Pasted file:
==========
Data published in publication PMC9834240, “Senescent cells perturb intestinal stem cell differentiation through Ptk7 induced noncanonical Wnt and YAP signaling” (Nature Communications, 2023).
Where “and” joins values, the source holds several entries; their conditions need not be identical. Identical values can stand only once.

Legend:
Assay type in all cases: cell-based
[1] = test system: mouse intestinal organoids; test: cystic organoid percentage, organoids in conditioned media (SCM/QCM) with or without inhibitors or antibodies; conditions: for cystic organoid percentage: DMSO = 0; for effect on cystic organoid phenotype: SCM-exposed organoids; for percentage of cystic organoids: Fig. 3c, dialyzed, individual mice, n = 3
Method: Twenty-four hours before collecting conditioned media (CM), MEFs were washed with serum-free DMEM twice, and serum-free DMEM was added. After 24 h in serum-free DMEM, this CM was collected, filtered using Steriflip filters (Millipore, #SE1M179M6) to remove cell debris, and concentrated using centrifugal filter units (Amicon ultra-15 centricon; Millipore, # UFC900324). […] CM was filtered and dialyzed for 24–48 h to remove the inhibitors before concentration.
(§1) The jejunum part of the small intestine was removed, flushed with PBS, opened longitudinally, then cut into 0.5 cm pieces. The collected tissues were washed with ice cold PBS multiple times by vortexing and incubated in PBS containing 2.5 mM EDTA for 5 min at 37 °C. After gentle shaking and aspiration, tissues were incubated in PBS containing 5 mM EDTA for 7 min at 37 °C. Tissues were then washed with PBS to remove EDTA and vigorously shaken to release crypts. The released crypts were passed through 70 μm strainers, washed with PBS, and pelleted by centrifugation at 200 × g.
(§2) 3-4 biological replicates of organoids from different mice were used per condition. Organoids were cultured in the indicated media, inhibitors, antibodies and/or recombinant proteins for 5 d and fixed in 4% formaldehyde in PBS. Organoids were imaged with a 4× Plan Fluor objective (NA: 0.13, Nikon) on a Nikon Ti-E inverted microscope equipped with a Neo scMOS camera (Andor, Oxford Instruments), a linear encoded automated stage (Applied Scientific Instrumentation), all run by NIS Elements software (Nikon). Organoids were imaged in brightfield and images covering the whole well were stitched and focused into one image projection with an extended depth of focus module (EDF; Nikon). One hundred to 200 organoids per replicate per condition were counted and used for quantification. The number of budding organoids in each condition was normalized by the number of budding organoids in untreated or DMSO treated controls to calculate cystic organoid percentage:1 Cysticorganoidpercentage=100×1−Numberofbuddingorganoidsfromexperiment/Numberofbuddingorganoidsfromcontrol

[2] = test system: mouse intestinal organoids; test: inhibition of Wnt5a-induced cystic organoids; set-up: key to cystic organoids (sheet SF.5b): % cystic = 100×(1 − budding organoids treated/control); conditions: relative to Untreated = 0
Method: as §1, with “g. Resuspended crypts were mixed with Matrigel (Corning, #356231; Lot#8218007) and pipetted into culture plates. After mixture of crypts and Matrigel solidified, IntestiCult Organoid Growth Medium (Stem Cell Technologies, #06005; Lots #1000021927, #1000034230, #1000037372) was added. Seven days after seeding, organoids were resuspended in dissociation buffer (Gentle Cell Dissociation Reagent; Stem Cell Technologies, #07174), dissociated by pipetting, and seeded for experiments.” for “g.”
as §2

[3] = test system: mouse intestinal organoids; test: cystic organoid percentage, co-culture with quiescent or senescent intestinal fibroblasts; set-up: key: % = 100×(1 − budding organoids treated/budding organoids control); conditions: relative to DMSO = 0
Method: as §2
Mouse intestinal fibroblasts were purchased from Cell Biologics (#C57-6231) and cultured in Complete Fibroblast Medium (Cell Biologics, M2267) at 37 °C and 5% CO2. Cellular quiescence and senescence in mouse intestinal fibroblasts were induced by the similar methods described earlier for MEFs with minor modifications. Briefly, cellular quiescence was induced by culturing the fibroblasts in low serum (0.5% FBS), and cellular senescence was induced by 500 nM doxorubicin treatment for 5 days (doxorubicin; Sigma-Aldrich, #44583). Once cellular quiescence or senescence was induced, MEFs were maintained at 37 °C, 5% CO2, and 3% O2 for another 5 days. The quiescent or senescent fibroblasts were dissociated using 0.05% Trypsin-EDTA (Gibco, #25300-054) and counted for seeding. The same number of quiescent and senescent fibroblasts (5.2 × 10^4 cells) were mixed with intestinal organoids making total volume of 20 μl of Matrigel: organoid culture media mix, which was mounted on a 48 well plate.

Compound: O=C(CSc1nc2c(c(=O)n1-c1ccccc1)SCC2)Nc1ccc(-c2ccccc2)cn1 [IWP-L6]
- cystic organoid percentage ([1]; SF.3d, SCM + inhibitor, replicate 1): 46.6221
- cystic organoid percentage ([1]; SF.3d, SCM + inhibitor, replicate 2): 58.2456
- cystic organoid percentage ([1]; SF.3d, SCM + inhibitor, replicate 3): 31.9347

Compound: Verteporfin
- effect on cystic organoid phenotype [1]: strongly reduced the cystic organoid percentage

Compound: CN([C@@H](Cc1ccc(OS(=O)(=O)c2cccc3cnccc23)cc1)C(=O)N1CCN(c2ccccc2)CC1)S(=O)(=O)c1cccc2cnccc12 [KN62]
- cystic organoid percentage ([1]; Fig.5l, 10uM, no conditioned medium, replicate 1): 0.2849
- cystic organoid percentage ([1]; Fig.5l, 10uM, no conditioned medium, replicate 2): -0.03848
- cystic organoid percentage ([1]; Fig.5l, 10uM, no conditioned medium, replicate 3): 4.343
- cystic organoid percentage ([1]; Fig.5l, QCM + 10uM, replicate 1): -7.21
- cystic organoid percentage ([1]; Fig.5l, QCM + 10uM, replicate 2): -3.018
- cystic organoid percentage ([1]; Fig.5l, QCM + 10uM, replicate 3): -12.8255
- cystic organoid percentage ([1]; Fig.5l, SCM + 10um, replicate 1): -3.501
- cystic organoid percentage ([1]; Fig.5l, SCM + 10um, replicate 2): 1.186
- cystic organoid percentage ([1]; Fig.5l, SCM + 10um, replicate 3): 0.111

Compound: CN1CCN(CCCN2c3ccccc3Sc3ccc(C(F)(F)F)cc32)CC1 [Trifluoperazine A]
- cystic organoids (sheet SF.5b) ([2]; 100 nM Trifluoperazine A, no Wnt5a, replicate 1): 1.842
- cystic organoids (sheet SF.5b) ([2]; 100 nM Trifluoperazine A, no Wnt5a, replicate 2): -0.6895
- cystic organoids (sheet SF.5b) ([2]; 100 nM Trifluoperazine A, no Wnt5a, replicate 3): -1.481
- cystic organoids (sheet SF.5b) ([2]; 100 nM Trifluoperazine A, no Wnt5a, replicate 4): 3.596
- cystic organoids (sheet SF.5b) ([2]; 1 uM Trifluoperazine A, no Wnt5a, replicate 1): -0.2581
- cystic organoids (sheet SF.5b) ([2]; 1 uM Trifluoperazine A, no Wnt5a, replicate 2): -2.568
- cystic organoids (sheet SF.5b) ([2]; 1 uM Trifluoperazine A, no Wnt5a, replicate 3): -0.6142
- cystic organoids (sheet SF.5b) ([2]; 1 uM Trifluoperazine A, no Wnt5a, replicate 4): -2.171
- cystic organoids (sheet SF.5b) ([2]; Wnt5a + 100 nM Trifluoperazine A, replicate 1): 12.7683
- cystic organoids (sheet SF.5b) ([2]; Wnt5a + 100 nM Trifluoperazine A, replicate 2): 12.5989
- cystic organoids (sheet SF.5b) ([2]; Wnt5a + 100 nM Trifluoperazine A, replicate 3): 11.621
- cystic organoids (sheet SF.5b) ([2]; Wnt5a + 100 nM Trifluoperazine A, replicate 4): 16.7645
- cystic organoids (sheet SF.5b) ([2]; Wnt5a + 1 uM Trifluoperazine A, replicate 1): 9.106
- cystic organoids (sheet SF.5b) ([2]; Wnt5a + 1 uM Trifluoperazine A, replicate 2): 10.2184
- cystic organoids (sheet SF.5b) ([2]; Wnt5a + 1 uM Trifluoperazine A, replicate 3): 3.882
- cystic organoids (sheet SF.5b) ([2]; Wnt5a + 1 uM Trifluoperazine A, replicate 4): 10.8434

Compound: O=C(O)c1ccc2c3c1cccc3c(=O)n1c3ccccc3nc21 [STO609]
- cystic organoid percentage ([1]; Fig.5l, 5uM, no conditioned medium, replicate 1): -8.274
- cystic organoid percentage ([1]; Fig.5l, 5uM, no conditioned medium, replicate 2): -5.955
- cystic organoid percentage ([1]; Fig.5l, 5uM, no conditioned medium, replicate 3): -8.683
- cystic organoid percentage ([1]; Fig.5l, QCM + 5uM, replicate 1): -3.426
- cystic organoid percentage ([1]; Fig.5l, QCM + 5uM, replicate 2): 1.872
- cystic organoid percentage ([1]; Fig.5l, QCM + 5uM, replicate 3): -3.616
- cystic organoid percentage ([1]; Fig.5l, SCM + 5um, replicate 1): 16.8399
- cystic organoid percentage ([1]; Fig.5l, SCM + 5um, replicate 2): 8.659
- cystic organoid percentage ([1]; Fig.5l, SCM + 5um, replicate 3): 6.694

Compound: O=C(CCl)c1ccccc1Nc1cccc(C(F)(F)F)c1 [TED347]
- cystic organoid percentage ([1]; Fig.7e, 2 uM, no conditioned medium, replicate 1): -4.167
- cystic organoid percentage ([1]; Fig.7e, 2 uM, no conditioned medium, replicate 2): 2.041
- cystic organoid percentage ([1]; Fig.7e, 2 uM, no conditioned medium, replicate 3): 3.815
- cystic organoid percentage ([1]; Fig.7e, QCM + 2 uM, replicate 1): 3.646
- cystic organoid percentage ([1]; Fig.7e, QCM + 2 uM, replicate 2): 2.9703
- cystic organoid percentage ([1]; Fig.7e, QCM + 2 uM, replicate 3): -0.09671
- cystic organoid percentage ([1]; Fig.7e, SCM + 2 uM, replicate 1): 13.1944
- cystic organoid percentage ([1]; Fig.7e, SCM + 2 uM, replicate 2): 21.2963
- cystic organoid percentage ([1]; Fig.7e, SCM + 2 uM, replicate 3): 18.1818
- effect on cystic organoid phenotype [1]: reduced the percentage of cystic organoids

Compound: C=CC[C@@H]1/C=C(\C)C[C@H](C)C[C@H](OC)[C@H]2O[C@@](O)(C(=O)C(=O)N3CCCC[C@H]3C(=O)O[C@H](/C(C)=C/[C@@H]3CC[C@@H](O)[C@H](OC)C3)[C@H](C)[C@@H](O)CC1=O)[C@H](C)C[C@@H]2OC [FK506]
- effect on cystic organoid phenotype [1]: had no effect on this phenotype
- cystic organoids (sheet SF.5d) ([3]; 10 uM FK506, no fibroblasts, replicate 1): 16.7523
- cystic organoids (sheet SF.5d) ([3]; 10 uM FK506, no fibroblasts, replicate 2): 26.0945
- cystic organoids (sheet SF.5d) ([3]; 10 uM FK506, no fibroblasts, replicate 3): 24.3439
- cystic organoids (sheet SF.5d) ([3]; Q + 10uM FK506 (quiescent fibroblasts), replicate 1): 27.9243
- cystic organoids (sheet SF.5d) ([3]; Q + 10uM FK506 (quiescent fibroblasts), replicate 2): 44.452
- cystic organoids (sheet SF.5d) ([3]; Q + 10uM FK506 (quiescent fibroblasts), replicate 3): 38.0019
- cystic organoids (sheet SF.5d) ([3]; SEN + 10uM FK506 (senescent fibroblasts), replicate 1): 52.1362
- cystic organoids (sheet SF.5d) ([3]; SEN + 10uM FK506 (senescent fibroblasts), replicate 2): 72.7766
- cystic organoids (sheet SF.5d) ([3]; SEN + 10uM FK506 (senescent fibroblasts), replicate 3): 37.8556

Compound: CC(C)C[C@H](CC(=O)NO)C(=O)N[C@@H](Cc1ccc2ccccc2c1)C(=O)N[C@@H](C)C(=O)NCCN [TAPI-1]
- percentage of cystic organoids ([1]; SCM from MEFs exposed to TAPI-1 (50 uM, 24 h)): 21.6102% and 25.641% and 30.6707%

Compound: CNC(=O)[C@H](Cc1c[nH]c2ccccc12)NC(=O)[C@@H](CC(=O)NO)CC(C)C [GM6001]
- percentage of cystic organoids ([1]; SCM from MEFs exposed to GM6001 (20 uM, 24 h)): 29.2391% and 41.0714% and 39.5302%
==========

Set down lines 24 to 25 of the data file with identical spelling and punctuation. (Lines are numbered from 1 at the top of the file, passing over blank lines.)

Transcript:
- cystic organoid percentage ([1]; Fig.5l, 10uM, no conditioned medium, replicate 3): 4.343
- cystic organoid percentage ([1]; Fig.5l, QCM + 10uM, replicate 1): -7.21